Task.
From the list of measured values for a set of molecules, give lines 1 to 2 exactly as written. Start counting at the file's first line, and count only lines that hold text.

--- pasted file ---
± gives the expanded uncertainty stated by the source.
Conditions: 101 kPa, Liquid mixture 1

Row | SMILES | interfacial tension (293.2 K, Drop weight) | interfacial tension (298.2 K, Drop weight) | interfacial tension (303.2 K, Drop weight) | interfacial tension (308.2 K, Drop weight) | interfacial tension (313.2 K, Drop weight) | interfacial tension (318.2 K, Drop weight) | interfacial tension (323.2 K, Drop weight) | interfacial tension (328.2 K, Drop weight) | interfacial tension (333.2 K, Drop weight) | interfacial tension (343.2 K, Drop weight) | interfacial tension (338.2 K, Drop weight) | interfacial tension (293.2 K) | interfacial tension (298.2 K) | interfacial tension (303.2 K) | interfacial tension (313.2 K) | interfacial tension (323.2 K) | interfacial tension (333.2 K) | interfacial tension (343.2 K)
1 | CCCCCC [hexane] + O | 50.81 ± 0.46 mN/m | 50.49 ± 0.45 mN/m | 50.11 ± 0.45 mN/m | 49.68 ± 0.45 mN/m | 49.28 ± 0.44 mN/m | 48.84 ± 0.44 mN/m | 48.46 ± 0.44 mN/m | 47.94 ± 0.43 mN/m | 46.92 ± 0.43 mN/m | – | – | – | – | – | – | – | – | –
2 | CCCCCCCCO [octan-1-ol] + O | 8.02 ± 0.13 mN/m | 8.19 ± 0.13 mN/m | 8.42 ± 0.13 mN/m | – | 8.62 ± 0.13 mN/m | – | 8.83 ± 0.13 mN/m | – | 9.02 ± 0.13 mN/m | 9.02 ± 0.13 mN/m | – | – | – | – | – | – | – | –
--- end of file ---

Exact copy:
± gives the expanded uncertainty stated by the source.
Conditions: 101 kPa, Liquid mixture 1